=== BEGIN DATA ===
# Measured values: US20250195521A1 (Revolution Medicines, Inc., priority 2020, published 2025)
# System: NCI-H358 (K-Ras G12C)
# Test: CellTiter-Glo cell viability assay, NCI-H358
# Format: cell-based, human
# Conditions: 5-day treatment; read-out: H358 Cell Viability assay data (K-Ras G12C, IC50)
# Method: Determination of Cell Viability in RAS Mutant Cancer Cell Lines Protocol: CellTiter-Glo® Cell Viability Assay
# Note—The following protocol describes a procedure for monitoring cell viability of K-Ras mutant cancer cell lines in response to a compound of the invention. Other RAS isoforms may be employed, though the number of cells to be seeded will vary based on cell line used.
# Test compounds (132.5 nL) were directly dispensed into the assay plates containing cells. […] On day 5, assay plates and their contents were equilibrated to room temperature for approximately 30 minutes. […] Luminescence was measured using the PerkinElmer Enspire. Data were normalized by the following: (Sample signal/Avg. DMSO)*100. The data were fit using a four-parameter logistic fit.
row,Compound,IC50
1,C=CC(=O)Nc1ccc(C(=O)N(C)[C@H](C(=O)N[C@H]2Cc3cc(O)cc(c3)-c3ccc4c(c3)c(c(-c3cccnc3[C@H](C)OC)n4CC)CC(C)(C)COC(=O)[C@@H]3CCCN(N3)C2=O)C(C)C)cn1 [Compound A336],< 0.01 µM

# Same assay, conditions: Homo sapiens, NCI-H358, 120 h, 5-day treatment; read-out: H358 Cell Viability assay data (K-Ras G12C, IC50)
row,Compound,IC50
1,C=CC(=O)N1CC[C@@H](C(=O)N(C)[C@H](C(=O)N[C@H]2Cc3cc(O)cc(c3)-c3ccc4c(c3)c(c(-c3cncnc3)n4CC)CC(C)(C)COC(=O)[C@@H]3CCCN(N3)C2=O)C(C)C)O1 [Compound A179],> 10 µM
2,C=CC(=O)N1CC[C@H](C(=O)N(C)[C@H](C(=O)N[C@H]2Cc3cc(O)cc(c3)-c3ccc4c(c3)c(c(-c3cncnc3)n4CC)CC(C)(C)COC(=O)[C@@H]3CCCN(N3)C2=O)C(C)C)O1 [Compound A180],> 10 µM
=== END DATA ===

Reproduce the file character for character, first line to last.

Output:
# Measured values: US20250195521A1 (Revolution Medicines, Inc., priority 2020, published 2025)
# System: NCI-H358 (K-Ras G12C)
# Test: CellTiter-Glo cell viability assay, NCI-H358
# Format: cell-based, human
# Conditions: 5-day treatment; read-out: H358 Cell Viability assay data (K-Ras G12C, IC50)
# Method: Determination of Cell Viability in RAS Mutant Cancer Cell Lines Protocol: CellTiter-Glo® Cell Viability Assay
# Note—The following protocol describes a procedure for monitoring cell viability of K-Ras mutant cancer cell lines in response to a compound of the invention. Other RAS isoforms may be employed, though the number of cells to be seeded will vary based on cell line used.
# Test compounds (132.5 nL) were directly dispensed into the assay plates containing cells. […] On day 5, assay plates and their contents were equilibrated to room temperature for approximately 30 minutes. […] Luminescence was measured using the PerkinElmer Enspire. Data were normalized by the following: (Sample signal/Avg. DMSO)*100. The data were fit using a four-parameter logistic fit.
row,Compound,IC50
1,C=CC(=O)Nc1ccc(C(=O)N(C)[C@H](C(=O)N[C@H]2Cc3cc(O)cc(c3)-c3ccc4c(c3)c(c(-c3cccnc3[C@H](C)OC)n4CC)CC(C)(C)COC(=O)[C@@H]3CCCN(N3)C2=O)C(C)C)cn1 [Compound A336],< 0.01 µM

# Same assay, conditions: Homo sapiens, NCI-H358, 120 h, 5-day treatment; read-out: H358 Cell Viability assay data (K-Ras G12C, IC50)
row,Compound,IC50
1,C=CC(=O)N1CC[C@@H](C(=O)N(C)[C@H](C(=O)N[C@H]2Cc3cc(O)cc(c3)-c3ccc4c(c3)c(c(-c3cncnc3)n4CC)CC(C)(C)COC(=O)[C@@H]3CCCN(N3)C2=O)C(C)C)O1 [Compound A179],> 10 µM
2,C=CC(=O)N1CC[C@H](C(=O)N(C)[C@H](C(=O)N[C@H]2Cc3cc(O)cc(c3)-c3ccc4c(c3)c(c(-c3cncnc3)n4CC)CC(C)(C)COC(=O)[C@@H]3CCCN(N3)C2=O)C(C)C)O1 [Compound A180],> 10 µM